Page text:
Google Earth, a platform visited by 30 million users monthly since its 2001 launch, now offers enhanced 3D modeling of over 2,500 cities globally. Its recent API launch allows for streaming these 3D city models to external systems, potentially eliminating the need for costly aerial photography and intricate 3D modeling processes for developers. This could revolutionize the gaming industry, enabling more realistic game maps, and could fast-track new AR/VR apps for tourism, property tech, and autonomous vehicles. However, there are challenges: the platform restricts detailed ground-level views, raising quality concerns, and Google’s current terms prohibit commercial deployment of the API, with substantial data limits. Moreover, concerns linger about future costs for developers and the frequency of model updates. Google’s potential impact on the 3D industry is immense, but its future plans, especially commercial aspects, remain uncertain.
The New Google Earth 3D release for developers and gamers: is this a real revolution or just a teaser?
Who hasn’t checked out Google Earth before booking a vacation abroad to see what the hotel or resort really looks like, plan your itinerary, or take a sneak peek at destinations you probably won’t visit anytime soon? Since its launch in 2001, the Google Earth service has become super popular, with an estimated 30 million visitors per month.
Google’s 3D modeling offers an impressive coverage of around 2,500 cities across the globe, where we can visit New York, San Francisco, London, Paris, Rome, Tokyo, Moscow, Sydney, and more. But is it really a service whose entire purpose is free for would-be travelers and the curious at heart, or is there a far greater potential here?
Meeting the surge in demand for fiber optic networks – on time and on budget
To keep pace with the fast-growing adoption of fiber optic networks in Israel, and the vast number of consumers deploying fiber optics, Partner had to act fast, and quickly deploy networks in new areas throughout the country. This led to the company’s launch of its state-of-the-art Partner Fiber, and the critical need to expand its fiber optic infrastructure nationwide. “With Partner Fiber, fiber optic networks aimed at the mass market, we were able to go the ‘extra mile’ for our customers, and deliver consistent high-quality communications, at the best available speed,” said Pavel Kleiman,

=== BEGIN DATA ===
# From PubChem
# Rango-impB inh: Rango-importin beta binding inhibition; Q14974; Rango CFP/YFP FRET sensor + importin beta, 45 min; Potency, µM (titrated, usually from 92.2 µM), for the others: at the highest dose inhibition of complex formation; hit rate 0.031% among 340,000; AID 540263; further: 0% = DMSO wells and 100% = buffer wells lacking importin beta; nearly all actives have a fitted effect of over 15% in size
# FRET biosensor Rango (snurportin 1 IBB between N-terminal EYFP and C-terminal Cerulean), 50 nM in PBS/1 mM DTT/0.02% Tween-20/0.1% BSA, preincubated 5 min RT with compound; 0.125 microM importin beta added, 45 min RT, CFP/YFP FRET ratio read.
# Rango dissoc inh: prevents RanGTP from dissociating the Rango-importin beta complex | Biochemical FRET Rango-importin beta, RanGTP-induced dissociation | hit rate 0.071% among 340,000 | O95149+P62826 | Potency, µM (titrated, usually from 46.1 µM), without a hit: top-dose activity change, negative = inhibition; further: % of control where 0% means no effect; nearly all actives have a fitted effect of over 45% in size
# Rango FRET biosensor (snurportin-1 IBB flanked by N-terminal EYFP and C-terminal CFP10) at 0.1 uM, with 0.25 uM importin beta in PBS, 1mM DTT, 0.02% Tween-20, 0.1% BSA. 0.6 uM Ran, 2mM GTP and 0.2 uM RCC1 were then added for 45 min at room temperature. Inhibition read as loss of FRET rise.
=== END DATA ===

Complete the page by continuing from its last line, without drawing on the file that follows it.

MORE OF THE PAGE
Infrastructure Manager at Partner. “But, evaluating the feasibility of expanding our fiber optic networks, especially designing networks at remote sites across the country, is easier said than done.”
Partner Communications Powers Fiber Optic Network Planning with Simplex3D
Founded in 1997, and publicly-traded on the Tel Aviv Stock Exchange (TASE: PTNR), Partner Communications Company (Partner), is a leading communications operator in Israel, providing a broad range of cellular communications. With 25% of the market share, and -3 million subscribers, services include internet, cellular, fixed-line, international telephony, OTT, and IPTV. As the first operator in Israel to deploy fiber optics, Partner currently holds 33% of this market.
Simplex 3D, a startup specializing in highly detailed 3D urban models, played a crucial role during a crisis in Israel. Following a terrorist attack on October 7, which resulted in significant casualties, the company offered its platform for free to the country’s security forces and emergency services. The platform’s exceptional capabilities stem from a proprietary imaging system used in light aircraft to create intricate models of urban areas, initially intended for industrial purposes.
During the emergency, Simplex 3D’s technology proved invaluable. According to CEO Avi Aflalo, their 3D models, offering detail down to three centimeters, were made accessible across Israel for security and rescue operations, surpassing the quality of Google’s models. The platform’s high-resolution imaging is achieved through a unique aerial sweeping technique, capturing extensive data to create the world’s most detailed 3D city models.
The process involves three steps: aerial data collection, processing this data into 3D models using Simplex’s advanced system, and integrating these models into a cloud-based SaaS platform. This accessibility enables users from various devices to utilize the models effectively, whether in the field or remotely. Additionally, the technology was extended for free to southern Israeli communities, aiding in their reconstruction post-attack.
In summary, Simplex 3D’s innovative approach and swift response to a national crisis showcased the practical applications of their technology in emergency response and urban planning, significantly aiding in both rescue efforts and reconstruction processes.
In summary, Simplex 3D exemplifies how technological innovation can transcend its primary industrial use, becoming a vital tool in urban planning, emergency response, and community support.
n all, the company works with more than 100 municipalities worldwide, who use the models for urban planning, data-sharing with the public and even to monitor construction violations.
“Basically they do all of their planning on our systems,” Aflalo says.
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